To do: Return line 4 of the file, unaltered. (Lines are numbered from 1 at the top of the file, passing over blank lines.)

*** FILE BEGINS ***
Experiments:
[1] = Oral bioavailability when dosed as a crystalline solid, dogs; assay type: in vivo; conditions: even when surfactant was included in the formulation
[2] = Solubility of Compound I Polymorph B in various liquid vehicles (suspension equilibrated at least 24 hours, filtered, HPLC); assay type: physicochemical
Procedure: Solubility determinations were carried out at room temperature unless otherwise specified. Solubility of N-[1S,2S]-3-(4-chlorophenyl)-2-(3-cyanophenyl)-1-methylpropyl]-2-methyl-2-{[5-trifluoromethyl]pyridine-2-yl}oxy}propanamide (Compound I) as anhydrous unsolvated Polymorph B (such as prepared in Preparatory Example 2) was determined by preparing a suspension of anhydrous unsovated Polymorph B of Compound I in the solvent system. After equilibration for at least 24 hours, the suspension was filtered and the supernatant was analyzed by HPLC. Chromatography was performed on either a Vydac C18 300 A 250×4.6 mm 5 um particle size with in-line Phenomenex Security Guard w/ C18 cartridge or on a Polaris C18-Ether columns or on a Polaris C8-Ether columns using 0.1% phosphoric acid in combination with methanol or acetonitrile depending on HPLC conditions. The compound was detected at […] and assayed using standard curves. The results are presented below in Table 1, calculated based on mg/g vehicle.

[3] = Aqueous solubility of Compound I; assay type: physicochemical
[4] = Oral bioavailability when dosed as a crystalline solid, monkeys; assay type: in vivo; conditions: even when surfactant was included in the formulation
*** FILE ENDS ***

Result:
Procedure: Solubility determinations were carried out at room temperature unless otherwise specified. Solubility of N-[1S,2S]-3-(4-chlorophenyl)-2-(3-cyanophenyl)-1-methylpropyl]-2-methyl-2-{[5-trifluoromethyl]pyridine-2-yl}oxy}propanamide (Compound I) as anhydrous unsolvated Polymorph B (such as prepared in Preparatory Example 2) was determined by preparing a suspension of anhydrous unsovated Polymorph B of Compound I in the solvent system. After equilibration for at least 24 hours, the suspension was filtered and the supernatant was analyzed by HPLC. Chromatography was performed on either a Vydac C18 300 A 250×4.6 mm 5 um particle size with in-line Phenomenex Security Guard w/ C18 cartridge or on a Polaris C18-Ether columns or on a Polaris C8-Ether columns using 0.1% phosphoric acid in combination with methanol or acetonitrile depending on HPLC conditions. The compound was detected at […] and assayed using standard curves. The results are presented below in Table 1, calculated based on mg/g vehicle.